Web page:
The old homepage was kinda clunky, and one of the major problems with this stuff is finding something meaningful to write on them. So, this time around I opted for writing more or less nothing. The old site itself was very inefficient on space; as I said, this was one of the last sites I ever made that had a fixed with layout, with good reason. Instead of resizing the layout to make the most efficient use of space that I could, I just ended up have tons of wasteful whitespace. On this new design I’ve kept all of that to the bare minimum. The entire page is a large slideshow with a large band name superimposed over the top and little bits of text where needed. I’ve even added a small call to action button in there, which seemed like a natural addition to this layout. All in all, I’m pretty pleased with this one. Next, onto the about page

The brand new homepage of the soul traders site.

The brand new homepage of the soul traders site. The whole page has an attention grabbing image slideshow at its heart. The rest of the page contains only what it has to. A menu bar, a big logo so people know who we are, a little bit text to entice the visitor, and a convenient call to action button that will funnel the visitor to the about page to learn more about us. Also, there’s a very minimalist menu at the bottom which just sits inconspicuously unless you go looking for the social icons.

The About Page

The old about page for the site. Once again we have the same story as with the home page. Relatively little content for the space that's being presented.

The old about page for the site. Once again we have the same story as with the home page. Relatively little content for the space that’s being presented.

Before we had a load of pages with text strewn across the site, and the about page actually had very little content on it. As I said before, this is a common theme across the whole website. We were very content sparse. The lack of content on this page is only exacerbated by the menu down the right hand side, which stretches out the length of the page. This is a stupidly inefficient use of space. Not only does this hold true for the about page, but the band profiles are all separate pages, which also makes those pages look dull and uninteresting. All in all, pretty drab and disappointing really. Let’s see what we’ve got now.

The new about page. This unifies several previously awkwardly empty pages into one unified, well laid out page.

The new about page. This unifies several previously awkwardly empty pages into one unified, well laid out page.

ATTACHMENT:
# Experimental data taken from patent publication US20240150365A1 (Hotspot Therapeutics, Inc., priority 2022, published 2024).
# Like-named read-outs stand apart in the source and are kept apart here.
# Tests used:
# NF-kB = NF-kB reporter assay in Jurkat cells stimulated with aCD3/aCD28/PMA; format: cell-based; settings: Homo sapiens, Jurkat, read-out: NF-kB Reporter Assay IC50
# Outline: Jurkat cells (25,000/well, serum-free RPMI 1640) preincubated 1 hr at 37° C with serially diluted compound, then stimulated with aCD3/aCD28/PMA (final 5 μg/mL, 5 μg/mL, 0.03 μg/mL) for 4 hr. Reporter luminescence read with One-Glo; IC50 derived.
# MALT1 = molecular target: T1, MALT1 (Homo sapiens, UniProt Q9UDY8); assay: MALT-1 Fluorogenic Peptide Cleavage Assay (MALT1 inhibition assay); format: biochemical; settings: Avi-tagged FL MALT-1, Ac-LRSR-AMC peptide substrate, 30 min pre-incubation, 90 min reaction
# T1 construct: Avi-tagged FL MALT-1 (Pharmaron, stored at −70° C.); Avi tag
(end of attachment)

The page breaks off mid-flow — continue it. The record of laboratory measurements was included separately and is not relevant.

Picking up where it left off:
What an improvement! The big selling point of this new design is that we’ve taken about 15 previously mostly blank pages and combined them on to a single, content-rich page. We begin at the top filling the window with a single image and the content from the old about page. Just to guide the user down, we have two buttons which will scroll to the appropriate parts of the page. Instead of having a page with a block of text and a small image for each band member, we’ve now made the image the main event, placing them all front and centre. When you hover over the image with your cursor, the image flips over to show the band members’ bio. This is accomplished with some nifty 3D CSS transforms and a little snippet of Javascript. Finally, we’ve merged the songs page on the end. So this page tells us about the band, who is in it, and what we play. Just to think, this used to be spread out over 15 pages. Madness.

The Gigs

This was always one of the stronger parts of the old site. Summarised on a page was all of the information about a given gig. Included in this was pretty much all the information anyone would need (apart from the time, which I never got around to fixing). The high point of this page was that if each gig had a location, it would show up as a marker on a massive Google Maps embed. Finally, a page that’s not totally wasting space! However, once again, the right column is left looking barren for most of the time.


The old gigs page is not the worst page on the site by far, but it could still use ample work. Firstly, the menu down the right is a super inefficient use of space. Also, it would be great if we could make more of the visually interesting, and actually really useful, map.